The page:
Biosystems - Biotechnology - Diagnostics - Disease Prevention - Regenerative Medicine - Therapeutics

The New Age in Clinical Digital Pathology

This Special Issue in Cytometry Part A reports the latest advances in approaches used to identify cancerous and/or metastatic tissues.

Cytometry Part A, the Official Journal of the International Society for Advancement of Cytometry, has just released a Special Issue “Computer-Aided Diagnostics in Digital Pathology” guest edited by Ewert Bengtsson, Håvard Danielsen, Darren Treanor, Metin N. Gurcan, Calum MacAulay and Bela Molar.

The compound microscopes were invented in the 1590s.  XVII and XVIII centuries were productive for medical science thanks to the prolific careers of Antonie van Leeuwenhoek, Giovanni Battista Morgagni, and Marcello Malpighi – the “fathers” of microbiology, modern anatomical pathology, and microscopic anatomy, respectively. Microscopes have been reliable companions of clinical pathologists ever since. With the emergence of high-resolution scanners, cameras and computer software, the field is now opening up to a new endeavor – Digital Pathology.

The computer-aided image analysis of clinical pathology samples can either be fully automated on the whole slide image or the pathologist can select the regions of interest as he scans the field:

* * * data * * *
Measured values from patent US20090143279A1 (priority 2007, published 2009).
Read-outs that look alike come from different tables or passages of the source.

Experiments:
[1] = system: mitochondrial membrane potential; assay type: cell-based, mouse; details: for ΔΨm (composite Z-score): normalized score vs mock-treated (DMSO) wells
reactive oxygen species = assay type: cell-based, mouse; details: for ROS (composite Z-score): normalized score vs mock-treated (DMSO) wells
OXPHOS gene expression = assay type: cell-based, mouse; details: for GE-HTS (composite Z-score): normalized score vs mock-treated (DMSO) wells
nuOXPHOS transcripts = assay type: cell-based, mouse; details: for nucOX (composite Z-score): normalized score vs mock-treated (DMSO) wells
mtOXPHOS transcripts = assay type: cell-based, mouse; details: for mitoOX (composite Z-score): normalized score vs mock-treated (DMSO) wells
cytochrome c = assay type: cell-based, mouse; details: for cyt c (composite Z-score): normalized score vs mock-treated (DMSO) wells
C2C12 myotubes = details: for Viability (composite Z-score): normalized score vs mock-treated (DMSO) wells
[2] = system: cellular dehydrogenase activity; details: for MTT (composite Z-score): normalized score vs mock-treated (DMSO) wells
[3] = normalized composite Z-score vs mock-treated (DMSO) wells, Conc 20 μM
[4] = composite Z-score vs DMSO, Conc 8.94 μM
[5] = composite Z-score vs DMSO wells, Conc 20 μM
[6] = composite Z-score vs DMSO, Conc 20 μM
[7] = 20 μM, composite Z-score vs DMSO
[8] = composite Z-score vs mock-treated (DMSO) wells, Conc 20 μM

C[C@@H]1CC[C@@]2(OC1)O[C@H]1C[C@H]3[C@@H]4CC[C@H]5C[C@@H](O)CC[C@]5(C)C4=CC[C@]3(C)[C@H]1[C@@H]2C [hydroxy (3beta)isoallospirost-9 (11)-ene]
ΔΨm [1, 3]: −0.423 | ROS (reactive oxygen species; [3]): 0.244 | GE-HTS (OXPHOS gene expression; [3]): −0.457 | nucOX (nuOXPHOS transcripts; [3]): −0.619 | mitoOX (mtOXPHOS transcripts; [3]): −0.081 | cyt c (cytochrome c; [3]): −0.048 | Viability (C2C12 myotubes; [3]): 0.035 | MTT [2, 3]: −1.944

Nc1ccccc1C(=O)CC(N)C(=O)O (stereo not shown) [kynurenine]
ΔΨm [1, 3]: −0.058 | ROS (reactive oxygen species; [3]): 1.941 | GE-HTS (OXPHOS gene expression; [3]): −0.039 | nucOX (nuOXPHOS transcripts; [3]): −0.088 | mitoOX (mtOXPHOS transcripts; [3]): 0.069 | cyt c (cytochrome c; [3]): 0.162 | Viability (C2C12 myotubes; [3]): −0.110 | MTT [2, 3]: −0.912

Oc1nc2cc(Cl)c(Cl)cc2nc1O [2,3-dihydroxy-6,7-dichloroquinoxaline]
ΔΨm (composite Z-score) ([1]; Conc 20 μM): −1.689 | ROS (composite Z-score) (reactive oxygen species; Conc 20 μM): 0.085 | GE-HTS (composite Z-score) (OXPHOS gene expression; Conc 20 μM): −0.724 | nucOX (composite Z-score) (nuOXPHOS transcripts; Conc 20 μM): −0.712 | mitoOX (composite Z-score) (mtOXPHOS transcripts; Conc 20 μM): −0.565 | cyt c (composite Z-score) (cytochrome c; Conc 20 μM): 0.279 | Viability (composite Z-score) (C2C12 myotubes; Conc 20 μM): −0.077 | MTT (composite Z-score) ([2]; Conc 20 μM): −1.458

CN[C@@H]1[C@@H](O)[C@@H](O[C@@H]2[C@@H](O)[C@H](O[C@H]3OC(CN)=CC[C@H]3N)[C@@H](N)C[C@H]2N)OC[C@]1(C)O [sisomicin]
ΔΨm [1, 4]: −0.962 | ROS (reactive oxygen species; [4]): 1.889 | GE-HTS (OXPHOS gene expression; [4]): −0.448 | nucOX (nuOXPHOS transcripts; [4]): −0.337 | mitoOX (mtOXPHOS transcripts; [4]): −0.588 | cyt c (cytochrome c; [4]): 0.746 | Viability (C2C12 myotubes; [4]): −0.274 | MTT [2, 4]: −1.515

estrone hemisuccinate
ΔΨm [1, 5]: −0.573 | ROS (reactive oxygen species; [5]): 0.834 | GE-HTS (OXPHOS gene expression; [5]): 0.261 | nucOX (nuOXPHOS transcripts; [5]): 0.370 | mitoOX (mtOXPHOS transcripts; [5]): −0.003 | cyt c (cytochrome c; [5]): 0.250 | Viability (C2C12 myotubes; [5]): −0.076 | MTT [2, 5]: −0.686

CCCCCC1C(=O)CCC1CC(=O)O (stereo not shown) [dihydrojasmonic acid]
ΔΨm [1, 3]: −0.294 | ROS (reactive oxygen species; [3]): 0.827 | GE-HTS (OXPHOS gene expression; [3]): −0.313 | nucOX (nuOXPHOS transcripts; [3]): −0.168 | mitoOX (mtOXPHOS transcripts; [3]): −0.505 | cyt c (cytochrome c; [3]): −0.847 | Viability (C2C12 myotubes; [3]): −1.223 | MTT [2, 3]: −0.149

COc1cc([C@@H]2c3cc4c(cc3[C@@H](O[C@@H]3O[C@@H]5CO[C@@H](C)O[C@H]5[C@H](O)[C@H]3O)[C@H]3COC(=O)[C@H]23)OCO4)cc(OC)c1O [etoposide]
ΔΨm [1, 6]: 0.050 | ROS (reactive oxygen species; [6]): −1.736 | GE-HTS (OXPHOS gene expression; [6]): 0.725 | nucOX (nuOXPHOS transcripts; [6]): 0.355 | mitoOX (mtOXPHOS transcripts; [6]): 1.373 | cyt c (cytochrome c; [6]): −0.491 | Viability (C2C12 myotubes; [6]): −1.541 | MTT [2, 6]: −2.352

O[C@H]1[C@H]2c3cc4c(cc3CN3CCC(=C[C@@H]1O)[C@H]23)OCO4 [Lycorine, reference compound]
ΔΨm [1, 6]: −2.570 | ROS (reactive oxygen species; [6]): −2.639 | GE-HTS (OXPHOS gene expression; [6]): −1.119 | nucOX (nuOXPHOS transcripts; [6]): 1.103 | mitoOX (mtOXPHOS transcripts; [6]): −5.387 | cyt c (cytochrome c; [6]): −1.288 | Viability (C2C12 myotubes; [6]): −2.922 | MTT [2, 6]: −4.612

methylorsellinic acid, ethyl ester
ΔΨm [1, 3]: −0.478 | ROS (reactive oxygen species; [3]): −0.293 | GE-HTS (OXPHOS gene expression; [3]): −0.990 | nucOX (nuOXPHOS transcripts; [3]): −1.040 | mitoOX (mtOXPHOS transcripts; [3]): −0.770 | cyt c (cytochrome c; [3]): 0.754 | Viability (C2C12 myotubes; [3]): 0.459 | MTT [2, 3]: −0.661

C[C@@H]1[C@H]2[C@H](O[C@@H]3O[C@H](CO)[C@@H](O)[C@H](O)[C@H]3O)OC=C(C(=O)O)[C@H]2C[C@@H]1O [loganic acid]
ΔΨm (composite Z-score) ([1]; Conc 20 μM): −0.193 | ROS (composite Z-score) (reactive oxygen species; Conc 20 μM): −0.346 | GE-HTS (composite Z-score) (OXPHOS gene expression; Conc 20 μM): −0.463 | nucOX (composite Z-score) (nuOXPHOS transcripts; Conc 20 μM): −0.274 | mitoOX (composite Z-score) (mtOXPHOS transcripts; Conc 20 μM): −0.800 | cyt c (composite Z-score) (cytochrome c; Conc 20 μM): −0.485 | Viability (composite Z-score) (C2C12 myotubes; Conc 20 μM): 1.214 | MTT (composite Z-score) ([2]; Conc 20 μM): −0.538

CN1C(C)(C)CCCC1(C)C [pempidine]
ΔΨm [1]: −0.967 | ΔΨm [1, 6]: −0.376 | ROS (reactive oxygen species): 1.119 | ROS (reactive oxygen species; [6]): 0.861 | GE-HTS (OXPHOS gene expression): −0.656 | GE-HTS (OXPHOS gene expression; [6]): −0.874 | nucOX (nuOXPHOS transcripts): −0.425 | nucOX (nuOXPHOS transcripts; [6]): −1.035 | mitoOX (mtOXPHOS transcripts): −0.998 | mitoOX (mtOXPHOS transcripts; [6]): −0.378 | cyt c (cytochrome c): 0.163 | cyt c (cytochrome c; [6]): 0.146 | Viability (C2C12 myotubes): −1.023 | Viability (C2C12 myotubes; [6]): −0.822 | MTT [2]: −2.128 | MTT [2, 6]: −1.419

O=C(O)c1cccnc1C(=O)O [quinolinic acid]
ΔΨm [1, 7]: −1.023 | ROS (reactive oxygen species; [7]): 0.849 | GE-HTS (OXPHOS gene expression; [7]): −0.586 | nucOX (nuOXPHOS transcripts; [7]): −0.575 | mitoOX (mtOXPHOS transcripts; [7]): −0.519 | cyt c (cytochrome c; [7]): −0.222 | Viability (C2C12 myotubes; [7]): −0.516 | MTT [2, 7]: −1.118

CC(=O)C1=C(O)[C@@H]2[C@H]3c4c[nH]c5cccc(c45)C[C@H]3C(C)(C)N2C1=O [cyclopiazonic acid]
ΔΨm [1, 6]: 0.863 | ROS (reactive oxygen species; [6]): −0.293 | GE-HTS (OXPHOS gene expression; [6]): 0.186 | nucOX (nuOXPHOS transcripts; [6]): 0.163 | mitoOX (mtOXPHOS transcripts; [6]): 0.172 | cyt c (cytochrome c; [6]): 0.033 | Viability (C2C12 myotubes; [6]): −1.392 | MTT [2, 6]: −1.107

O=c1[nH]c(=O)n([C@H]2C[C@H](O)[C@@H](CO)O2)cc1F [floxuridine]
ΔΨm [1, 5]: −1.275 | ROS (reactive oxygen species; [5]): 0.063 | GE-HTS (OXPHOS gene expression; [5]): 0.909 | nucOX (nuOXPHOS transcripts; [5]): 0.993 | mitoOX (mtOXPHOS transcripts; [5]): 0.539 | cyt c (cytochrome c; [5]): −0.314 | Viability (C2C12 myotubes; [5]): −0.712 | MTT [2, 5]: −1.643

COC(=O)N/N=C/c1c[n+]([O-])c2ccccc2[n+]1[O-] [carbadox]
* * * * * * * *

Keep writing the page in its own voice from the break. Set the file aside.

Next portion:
• The first option provides an immediate and preset automated processing following the scan. However, it requires full automation adjusting e.g. to different staining intensities and setting the processing parameters automatically.
  • The interactive option allows input of critical parameters and direct monitoring and tuning of the data analysis by the pathologist in real time. However, this approach must produce fast results to expedite the diagnosis.

This Special Issue includes the Editorial by Guest Editors and 7 articles that report the latest advances in both approaches used to identify cancerous and/or metastatic tissues based on their morphology, cell proliferation frequency, and cancer-specific surface receptors that can be used as biomarkers in ER-positive breast cancer, follicular lymphoma, and several other types of cancer.

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